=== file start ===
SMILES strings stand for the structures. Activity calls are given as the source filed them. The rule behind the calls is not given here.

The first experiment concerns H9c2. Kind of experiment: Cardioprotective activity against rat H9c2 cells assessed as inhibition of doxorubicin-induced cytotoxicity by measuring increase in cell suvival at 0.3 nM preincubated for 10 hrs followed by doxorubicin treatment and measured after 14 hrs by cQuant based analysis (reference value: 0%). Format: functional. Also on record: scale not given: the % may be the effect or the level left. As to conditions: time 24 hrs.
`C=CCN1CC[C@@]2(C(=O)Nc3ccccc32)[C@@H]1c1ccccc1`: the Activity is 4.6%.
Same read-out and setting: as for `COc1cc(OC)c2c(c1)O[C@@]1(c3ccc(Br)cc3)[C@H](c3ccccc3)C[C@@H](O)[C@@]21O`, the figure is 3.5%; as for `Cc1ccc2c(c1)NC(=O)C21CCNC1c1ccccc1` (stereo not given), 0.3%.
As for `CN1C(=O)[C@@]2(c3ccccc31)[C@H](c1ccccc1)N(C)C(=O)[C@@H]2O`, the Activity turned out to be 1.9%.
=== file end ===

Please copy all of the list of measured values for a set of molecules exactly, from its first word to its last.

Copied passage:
SMILES strings stand for the structures. Activity calls are given as the source filed them. The rule behind the calls is not given here.

The first experiment concerns H9c2. Kind of experiment: Cardioprotective activity against rat H9c2 cells assessed as inhibition of doxorubicin-induced cytotoxicity by measuring increase in cell suvival at 0.3 nM preincubated for 10 hrs followed by doxorubicin treatment and measured after 14 hrs by cQuant based analysis (reference value: 0%). Format: functional. Also on record: scale not given: the % may be the effect or the level left. As to conditions: time 24 hrs.
`C=CCN1CC[C@@]2(C(=O)Nc3ccccc32)[C@@H]1c1ccccc1`: the Activity is 4.6%.
Same read-out and setting: as for `COc1cc(OC)c2c(c1)O[C@@]1(c3ccc(Br)cc3)[C@H](c3ccccc3)C[C@@H](O)[C@@]21O`, the figure is 3.5%; as for `Cc1ccc2c(c1)NC(=O)C21CCNC1c1ccccc1` (stereo not given), 0.3%.
As for `CN1C(=O)[C@@]2(c3ccccc31)[C@H](c1ccccc1)N(C)C(=O)[C@@H]2O`, the Activity turned out to be 1.9%.